In an interview with Pakistan’s state-owned national television network, PTV, the Pakistan Air Force (PAF) Chief of Air Staff (CAS) Air Chief Marshal (ACM) Sohail Aman outlined the PAF’s near and long-term force modernization objectives. (Note: the interview is in Urdu)
Currently, the PAF is phasing out 190 legacy Chengdu F-7P and Dassault Mirage III/5 combat aircraft from its fleet (more than 50 have already been retired). With the aim to supplant these fighters by 2020, ACM Sohail Aman stated that the JF-17 Thunder, which is co-produced by Pakistan Aeronautical Complex (PAC) and Chengdu Aerospace Corporation (CAC), is at the center of these procurement efforts. ACM Aman added that the forthcoming JF-17 Block-III, the Thunder’s first majorly upgraded variant, is projected to enter production in 2019-2020.
With the PAF “very satisfied” with the JF-17, ACM Aman indicated that the Thunder will receive most of the PAF’s investment. Bringing the JF-17 to complete maturity (via the Block-III) is a priority. However, ACM Aman added that the PAF is still engaged with the U.S. about procuring additional F-16s.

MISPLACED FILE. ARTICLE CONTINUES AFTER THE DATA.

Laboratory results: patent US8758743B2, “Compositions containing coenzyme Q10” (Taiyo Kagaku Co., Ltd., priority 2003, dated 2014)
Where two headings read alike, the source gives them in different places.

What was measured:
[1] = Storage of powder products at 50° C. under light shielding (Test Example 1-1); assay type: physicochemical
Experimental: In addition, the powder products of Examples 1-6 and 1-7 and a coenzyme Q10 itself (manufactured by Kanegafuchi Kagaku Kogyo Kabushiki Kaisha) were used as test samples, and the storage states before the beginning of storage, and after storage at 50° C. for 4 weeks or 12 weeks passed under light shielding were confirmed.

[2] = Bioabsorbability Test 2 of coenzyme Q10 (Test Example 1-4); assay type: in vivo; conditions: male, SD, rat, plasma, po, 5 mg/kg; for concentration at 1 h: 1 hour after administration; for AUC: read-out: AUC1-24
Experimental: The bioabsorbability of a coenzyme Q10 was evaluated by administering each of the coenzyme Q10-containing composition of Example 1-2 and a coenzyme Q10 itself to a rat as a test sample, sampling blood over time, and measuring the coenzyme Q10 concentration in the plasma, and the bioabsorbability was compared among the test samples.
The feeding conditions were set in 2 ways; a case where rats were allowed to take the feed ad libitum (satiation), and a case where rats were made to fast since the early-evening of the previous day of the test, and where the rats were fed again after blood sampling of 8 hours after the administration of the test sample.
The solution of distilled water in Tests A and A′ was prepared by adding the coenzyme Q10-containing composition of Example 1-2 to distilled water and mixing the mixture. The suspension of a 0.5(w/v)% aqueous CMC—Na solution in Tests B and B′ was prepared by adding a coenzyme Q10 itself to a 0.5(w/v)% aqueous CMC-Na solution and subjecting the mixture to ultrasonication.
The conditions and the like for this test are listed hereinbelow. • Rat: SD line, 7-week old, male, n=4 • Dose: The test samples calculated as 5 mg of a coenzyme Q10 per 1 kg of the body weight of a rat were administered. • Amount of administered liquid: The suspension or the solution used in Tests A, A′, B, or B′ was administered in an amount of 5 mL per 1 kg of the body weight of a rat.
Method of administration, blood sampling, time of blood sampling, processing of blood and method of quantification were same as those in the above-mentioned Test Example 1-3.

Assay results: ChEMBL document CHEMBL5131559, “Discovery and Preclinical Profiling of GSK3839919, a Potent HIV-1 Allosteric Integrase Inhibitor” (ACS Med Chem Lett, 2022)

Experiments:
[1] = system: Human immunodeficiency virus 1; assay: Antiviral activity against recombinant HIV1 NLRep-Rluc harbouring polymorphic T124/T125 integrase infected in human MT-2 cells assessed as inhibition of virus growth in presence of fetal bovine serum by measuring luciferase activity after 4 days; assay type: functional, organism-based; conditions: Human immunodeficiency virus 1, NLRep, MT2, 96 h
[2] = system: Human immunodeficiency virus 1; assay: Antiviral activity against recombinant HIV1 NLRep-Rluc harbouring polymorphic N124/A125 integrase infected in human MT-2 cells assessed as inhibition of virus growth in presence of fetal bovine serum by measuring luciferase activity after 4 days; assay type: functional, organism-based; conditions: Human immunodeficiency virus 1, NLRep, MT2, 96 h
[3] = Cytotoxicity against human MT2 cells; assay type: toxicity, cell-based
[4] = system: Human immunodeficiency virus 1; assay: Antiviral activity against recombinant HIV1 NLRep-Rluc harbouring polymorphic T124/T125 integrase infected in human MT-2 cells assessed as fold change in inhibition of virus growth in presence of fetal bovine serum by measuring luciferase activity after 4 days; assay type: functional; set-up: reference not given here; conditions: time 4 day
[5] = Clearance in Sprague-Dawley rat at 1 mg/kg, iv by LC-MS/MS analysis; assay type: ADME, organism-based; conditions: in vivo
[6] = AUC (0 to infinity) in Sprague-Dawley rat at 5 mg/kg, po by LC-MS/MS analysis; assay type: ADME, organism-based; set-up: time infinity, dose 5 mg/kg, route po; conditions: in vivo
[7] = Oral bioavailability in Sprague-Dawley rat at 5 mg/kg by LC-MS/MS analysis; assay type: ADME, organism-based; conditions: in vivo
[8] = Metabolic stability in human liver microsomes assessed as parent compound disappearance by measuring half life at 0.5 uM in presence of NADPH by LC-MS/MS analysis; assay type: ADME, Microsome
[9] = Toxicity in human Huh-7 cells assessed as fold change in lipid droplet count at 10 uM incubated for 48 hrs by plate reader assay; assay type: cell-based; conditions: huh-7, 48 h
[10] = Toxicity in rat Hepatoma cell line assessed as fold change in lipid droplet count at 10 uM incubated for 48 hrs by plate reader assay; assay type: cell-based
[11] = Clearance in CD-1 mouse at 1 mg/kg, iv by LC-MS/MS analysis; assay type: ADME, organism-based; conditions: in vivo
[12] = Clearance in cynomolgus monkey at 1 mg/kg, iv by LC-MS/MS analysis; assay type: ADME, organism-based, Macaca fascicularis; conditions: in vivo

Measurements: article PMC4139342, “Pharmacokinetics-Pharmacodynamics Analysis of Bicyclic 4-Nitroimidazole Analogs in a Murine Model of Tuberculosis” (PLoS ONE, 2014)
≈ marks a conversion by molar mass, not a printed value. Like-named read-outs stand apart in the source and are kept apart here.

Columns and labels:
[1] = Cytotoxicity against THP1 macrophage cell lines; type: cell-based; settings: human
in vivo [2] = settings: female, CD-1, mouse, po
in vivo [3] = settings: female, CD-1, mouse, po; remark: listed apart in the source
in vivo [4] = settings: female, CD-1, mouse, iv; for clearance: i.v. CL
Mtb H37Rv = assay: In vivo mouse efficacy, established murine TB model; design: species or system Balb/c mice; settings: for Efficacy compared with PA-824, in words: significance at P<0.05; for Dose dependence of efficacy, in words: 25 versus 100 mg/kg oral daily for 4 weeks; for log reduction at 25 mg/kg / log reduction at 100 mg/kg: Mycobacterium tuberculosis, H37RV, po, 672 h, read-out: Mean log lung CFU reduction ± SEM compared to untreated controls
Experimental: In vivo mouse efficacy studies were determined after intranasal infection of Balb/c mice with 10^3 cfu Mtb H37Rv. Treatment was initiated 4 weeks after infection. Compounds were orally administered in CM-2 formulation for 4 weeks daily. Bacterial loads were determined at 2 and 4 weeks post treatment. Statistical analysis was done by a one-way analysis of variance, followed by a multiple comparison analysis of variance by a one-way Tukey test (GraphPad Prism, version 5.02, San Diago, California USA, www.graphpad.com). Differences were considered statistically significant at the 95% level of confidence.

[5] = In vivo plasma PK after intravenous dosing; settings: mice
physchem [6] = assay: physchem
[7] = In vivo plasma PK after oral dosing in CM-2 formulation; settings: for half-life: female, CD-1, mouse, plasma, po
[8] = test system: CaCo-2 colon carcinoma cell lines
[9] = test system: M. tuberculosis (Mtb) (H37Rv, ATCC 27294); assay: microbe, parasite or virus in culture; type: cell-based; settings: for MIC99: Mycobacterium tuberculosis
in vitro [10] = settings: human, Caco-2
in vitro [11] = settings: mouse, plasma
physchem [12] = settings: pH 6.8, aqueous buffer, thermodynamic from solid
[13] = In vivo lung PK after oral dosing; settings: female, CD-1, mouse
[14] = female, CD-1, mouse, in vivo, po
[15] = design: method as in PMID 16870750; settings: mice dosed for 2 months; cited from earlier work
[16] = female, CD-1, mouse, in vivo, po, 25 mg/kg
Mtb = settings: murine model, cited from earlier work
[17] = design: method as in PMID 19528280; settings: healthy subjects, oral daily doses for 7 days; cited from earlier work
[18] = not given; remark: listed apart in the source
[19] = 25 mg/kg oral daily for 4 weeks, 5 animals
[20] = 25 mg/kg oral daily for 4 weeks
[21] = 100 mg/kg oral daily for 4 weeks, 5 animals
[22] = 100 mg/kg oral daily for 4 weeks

The proposed purchase of eight new-built F-16C/D Block-52+ in 2016 fell through as a consequence of the U.S. Congress’ refusal to release Foreign Military Financing support to partly subsidize the deal. However, the PAF is in talks with the U.S. for those (eight) and additional aircraft.
ACM Aman mentioned efforts towards procuring a new off-the-shelf fighter. He stated that the PAF is in talks with several countries in regards to 5th-generation fighter aircraft. These talks are in the advanced stages and will be sought to “plug in” gaps. Interestingly, ACM Aman mentioned this project separately from indigenous efforts, which he said will require PAC to develop a next-generation fighter as well as its internal subsystems, such as its avionics.
The domestic development and manufacturing of a next-generation fighter is a long-term goal. Next month, Kamra Aviation City will enrol its first cohort of post-graduate engineering students, who will study disciplines directly relevant to aircraft manufacturing. Kamra Aviation City’s institutes will closely work with the aviation industry. ACM Aman emphasized the need for the PAF – and the country as a whole – to become as independent as possible in sourcing technology.
ACM Aman also confirmed that the two heavily damaged Saab 2000-based Erieye airborne early warning and control (AEW&C) aircraft were domestically repaired. He stated that the price quoted by the original equipment manufacturer (OEM) was U.S. $287 million, but the work was domestically undertaken for a much lower cost – $25 million.